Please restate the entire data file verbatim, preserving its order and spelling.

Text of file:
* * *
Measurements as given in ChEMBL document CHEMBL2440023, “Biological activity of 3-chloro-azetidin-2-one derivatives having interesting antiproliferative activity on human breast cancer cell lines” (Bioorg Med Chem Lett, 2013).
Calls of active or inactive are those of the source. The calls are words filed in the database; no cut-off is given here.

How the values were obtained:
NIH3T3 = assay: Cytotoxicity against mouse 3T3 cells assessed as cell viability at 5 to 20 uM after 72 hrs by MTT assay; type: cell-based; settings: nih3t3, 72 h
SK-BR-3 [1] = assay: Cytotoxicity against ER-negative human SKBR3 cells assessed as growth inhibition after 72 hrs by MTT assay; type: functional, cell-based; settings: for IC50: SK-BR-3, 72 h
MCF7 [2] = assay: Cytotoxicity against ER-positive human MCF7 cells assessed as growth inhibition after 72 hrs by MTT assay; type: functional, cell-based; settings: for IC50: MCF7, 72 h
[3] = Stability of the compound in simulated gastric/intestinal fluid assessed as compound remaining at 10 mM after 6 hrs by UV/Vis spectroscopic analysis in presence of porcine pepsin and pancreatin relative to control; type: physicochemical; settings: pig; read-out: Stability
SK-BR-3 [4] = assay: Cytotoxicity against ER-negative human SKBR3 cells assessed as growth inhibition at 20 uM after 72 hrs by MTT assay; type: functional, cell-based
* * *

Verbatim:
Measurements as given in ChEMBL document CHEMBL2440023, “Biological activity of 3-chloro-azetidin-2-one derivatives having interesting antiproliferative activity on human breast cancer cell lines” (Bioorg Med Chem Lett, 2013).
Calls of active or inactive are those of the source. The calls are words filed in the database; no cut-off is given here.

How the values were obtained:
NIH3T3 = assay: Cytotoxicity against mouse 3T3 cells assessed as cell viability at 5 to 20 uM after 72 hrs by MTT assay; type: cell-based; settings: nih3t3, 72 h
SK-BR-3 [1] = assay: Cytotoxicity against ER-negative human SKBR3 cells assessed as growth inhibition after 72 hrs by MTT assay; type: functional, cell-based; settings: for IC50: SK-BR-3, 72 h
MCF7 [2] = assay: Cytotoxicity against ER-positive human MCF7 cells assessed as growth inhibition after 72 hrs by MTT assay; type: functional, cell-based; settings: for IC50: MCF7, 72 h
[3] = Stability of the compound in simulated gastric/intestinal fluid assessed as compound remaining at 10 mM after 6 hrs by UV/Vis spectroscopic analysis in presence of porcine pepsin and pancreatin relative to control; type: physicochemical; settings: pig; read-out: Stability
SK-BR-3 [4] = assay: Cytotoxicity against ER-negative human SKBR3 cells assessed as growth inhibition at 20 uM after 72 hrs by MTT assay; type: functional, cell-based